Unlike most farmers in rural Quebec at the time, Comtois had a classical education and a university degree. He spoke to his farm animals in Latin. As an agronomist, he collected awards for cultivating crops with above-average yields. He never turned his back on his rural roots. He became a member of the Sacred Heart League and joined the Knights of Columbus. In 1928, he was elected president of the local Catholic school board; and in 1930, he ran as the Conservative candidate in Nicolet-Yamaska. He lost by one vote to the Liberal, Aimé Boucher.
The election results were contested and the seat declared vacant. But Comtois failed to carry the riding in the by-election that was called in 1933. He turned his attention to local issues, helped start a caisse populaire (credit union) for farmers and in 1948 was elected mayor of Pierreville.
He ran as a Conservative in 1957 and won when John Diefenbaker first became prime minister. Comtois was ideally suited to be Minister of Agriculture, but Diefenbaker mismanaged his Quebec caucus and instead appointed him Minister of Mines and Technical Surveys. He was one of only two French-Canadians in the Cabinet, the other being Léon Balcer.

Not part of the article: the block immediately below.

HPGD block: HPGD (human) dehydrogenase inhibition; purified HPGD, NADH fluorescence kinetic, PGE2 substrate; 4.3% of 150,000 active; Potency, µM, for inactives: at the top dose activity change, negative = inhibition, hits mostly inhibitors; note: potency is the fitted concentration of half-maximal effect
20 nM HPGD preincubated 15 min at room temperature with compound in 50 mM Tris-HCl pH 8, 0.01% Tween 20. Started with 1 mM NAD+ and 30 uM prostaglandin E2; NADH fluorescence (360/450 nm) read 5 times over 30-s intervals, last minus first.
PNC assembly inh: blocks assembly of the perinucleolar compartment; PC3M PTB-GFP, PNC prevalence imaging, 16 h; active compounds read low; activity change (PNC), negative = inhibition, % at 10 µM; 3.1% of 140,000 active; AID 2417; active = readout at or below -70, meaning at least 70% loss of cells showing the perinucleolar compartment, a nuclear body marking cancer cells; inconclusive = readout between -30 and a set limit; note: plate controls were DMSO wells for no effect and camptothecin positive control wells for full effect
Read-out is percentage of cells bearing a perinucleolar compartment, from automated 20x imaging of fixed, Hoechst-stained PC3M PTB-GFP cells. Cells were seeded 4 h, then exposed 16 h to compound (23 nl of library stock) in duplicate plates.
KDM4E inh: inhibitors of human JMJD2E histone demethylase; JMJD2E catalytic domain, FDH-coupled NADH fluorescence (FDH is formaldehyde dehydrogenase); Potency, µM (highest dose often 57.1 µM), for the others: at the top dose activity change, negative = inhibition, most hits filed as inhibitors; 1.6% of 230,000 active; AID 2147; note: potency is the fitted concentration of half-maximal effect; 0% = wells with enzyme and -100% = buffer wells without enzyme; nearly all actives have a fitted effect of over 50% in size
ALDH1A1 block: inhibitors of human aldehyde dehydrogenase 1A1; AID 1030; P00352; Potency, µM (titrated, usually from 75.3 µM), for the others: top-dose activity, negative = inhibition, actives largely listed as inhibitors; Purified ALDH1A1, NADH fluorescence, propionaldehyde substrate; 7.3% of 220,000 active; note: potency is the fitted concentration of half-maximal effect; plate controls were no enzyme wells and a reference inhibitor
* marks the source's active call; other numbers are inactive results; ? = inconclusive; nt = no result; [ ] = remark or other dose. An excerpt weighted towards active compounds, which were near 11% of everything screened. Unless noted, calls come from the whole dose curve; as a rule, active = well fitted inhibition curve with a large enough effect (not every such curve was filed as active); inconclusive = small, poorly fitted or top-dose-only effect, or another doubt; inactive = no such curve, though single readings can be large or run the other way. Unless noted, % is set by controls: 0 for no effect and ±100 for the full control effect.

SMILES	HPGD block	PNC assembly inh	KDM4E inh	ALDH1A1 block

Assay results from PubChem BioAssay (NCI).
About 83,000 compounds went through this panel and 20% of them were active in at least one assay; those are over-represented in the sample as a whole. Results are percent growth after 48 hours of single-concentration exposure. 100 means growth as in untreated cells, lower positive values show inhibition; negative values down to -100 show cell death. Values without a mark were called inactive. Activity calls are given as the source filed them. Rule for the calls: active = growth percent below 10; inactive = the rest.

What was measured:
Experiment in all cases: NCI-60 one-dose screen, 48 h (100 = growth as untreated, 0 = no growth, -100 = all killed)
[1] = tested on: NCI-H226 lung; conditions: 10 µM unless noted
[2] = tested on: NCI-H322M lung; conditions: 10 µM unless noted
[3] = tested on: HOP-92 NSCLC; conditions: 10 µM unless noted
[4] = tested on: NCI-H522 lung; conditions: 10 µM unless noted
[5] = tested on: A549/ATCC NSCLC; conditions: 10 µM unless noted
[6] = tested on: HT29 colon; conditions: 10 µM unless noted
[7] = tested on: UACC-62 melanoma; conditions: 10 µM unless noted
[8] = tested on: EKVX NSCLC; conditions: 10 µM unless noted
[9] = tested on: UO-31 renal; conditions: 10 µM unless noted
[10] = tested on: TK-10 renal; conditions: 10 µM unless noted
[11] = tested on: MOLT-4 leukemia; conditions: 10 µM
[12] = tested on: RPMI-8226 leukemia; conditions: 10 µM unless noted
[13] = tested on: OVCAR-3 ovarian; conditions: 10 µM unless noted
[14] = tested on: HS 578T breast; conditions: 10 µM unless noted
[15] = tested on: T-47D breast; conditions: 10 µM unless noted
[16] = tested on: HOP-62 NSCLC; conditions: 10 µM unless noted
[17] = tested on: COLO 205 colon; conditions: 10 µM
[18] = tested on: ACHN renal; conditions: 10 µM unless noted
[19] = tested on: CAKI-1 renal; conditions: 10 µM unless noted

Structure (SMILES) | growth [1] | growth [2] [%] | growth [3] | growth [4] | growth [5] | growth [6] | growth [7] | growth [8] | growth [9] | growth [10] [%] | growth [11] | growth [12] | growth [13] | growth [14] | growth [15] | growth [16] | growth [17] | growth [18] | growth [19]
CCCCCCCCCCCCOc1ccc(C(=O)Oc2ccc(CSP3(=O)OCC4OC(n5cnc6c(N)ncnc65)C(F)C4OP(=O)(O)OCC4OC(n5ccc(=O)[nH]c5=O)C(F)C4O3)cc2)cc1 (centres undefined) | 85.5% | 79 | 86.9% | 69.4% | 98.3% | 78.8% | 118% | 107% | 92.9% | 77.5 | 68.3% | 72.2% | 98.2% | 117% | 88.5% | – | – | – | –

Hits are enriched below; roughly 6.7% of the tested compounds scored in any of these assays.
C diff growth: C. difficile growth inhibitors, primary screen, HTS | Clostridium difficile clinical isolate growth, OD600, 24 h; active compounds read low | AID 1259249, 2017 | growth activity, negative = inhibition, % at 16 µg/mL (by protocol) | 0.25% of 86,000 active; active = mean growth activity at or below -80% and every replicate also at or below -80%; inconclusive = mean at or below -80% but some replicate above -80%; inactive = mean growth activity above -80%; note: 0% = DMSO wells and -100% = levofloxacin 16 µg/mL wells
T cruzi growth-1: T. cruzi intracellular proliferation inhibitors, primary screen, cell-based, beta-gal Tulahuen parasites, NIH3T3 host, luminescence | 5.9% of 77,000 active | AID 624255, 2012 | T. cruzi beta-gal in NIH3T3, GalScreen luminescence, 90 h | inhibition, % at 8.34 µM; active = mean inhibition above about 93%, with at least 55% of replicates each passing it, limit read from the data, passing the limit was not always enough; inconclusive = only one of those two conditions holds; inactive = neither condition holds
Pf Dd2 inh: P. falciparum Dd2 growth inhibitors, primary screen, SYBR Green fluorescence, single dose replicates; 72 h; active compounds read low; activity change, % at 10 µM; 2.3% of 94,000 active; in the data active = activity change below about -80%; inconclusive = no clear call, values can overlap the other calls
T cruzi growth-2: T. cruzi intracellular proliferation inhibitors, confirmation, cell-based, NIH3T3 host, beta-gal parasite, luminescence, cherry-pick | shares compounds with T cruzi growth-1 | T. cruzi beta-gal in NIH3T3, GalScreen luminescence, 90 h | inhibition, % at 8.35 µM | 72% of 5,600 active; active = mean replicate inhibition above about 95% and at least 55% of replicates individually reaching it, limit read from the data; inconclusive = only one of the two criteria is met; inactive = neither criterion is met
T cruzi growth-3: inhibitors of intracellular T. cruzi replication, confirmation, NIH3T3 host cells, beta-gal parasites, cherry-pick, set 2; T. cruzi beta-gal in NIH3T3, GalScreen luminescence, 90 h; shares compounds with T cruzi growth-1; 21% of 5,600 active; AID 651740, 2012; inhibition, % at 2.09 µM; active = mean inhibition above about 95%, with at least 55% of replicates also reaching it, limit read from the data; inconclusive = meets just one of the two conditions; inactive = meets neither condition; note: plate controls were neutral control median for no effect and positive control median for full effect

Portly but dignified, Comtois and his wife accompanied Queen Elizabeth on the royal yacht Britannia in 1959 after Diefenbaker insisted that a Canadian Cabinet minister be with the Queen at all times while she was in the country.
In 1961, Quebec’s lieutenant-governor, Onésime Gagnon, died in office.
En route to Quebec for the funeral, Diefenbaker took Comtois by surprise by declaring that he would be the new lieutenant-governor. In his three-volume autobiography, Diefenbaker dismisses Comtois in a single sentence as “a man of sound judgment who steered his office away from political trouble.”
One of the perks of being lieutenant-governor was the Bois-de-Coulonges (Spencer Wood in English), a sprawling residence that perched like a white castle on a 100 acre site in suburban Sillery, high above the St. Lawrence River. Originally built in 1860 to house British Viceroy Lord Elgin after Quebec City became the capital of the United Province of Canada, Spencer Wood was every bit as impressive as Rideau Hall, the Governor-General’s residence in Ottawa.
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After Confederation, the mansion and all of its Victorian appointments and artworks was given to the Quebec government as a residence for its lieutenant-governors.
Narcisse Perodeau, the 14th man to hold the position, had converted two 2nd floor bedrooms into a private chapel in 1925. When Comtois assumed office, he had all the trees on the estate pruned, refurbished the sugar maples and apple orchards, and opened the grounds to the public.